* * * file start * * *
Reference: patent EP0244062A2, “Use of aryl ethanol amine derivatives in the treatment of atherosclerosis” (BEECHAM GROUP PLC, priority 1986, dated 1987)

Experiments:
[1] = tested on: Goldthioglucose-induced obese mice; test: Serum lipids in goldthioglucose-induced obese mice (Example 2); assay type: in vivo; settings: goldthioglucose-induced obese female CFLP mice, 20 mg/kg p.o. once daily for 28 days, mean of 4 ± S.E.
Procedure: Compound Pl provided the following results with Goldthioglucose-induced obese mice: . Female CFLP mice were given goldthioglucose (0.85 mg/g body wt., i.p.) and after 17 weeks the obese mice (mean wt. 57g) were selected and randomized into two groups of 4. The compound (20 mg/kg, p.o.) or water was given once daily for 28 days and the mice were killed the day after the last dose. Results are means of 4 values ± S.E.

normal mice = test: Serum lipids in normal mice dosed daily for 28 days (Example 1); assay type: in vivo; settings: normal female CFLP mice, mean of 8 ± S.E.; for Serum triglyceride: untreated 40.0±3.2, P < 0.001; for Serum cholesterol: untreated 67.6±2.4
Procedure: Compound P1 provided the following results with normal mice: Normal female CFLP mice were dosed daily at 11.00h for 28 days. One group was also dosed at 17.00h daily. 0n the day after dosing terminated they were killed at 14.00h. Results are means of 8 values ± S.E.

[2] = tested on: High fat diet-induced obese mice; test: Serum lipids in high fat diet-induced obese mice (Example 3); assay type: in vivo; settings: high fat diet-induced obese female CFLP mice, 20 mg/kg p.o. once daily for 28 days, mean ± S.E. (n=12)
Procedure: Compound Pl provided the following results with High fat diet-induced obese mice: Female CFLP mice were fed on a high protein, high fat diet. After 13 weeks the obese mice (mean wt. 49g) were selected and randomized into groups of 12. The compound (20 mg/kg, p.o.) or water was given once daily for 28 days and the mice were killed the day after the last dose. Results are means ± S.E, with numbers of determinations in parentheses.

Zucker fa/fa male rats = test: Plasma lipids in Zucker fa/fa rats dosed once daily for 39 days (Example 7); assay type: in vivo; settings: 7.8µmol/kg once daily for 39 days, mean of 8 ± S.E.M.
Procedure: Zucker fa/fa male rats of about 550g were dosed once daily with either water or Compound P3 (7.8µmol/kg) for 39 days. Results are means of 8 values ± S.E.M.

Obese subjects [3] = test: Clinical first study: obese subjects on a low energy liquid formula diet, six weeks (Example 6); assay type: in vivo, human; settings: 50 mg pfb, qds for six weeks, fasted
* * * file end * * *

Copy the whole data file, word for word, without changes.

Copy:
Reference: patent EP0244062A2, “Use of aryl ethanol amine derivatives in the treatment of atherosclerosis” (BEECHAM GROUP PLC, priority 1986, dated 1987)

Experiments:
[1] = tested on: Goldthioglucose-induced obese mice; test: Serum lipids in goldthioglucose-induced obese mice (Example 2); assay type: in vivo; settings: goldthioglucose-induced obese female CFLP mice, 20 mg/kg p.o. once daily for 28 days, mean of 4 ± S.E.
Procedure: Compound Pl provided the following results with Goldthioglucose-induced obese mice: . Female CFLP mice were given goldthioglucose (0.85 mg/g body wt., i.p.) and after 17 weeks the obese mice (mean wt. 57g) were selected and randomized into two groups of 4. The compound (20 mg/kg, p.o.) or water was given once daily for 28 days and the mice were killed the day after the last dose. Results are means of 4 values ± S.E.

normal mice = test: Serum lipids in normal mice dosed daily for 28 days (Example 1); assay type: in vivo; settings: normal female CFLP mice, mean of 8 ± S.E.; for Serum triglyceride: untreated 40.0±3.2, P < 0.001; for Serum cholesterol: untreated 67.6±2.4
Procedure: Compound P1 provided the following results with normal mice: Normal female CFLP mice were dosed daily at 11.00h for 28 days. One group was also dosed at 17.00h daily. 0n the day after dosing terminated they were killed at 14.00h. Results are means of 8 values ± S.E.

[2] = tested on: High fat diet-induced obese mice; test: Serum lipids in high fat diet-induced obese mice (Example 3); assay type: in vivo; settings: high fat diet-induced obese female CFLP mice, 20 mg/kg p.o. once daily for 28 days, mean ± S.E. (n=12)
Procedure: Compound Pl provided the following results with High fat diet-induced obese mice: Female CFLP mice were fed on a high protein, high fat diet. After 13 weeks the obese mice (mean wt. 49g) were selected and randomized into groups of 12. The compound (20 mg/kg, p.o.) or water was given once daily for 28 days and the mice were killed the day after the last dose. Results are means ± S.E, with numbers of determinations in parentheses.

Zucker fa/fa male rats = test: Plasma lipids in Zucker fa/fa rats dosed once daily for 39 days (Example 7); assay type: in vivo; settings: 7.8µmol/kg once daily for 39 days, mean of 8 ± S.E.M.
Procedure: Zucker fa/fa male rats of about 550g were dosed once daily with either water or Compound P3 (7.8µmol/kg) for 39 days. Results are means of 8 values ± S.E.M.

Obese subjects [3] = test: Clinical first study: obese subjects on a low energy liquid formula diet, six weeks (Example 6); assay type: in vivo, human; settings: 50 mg pfb, qds for six weeks, fasted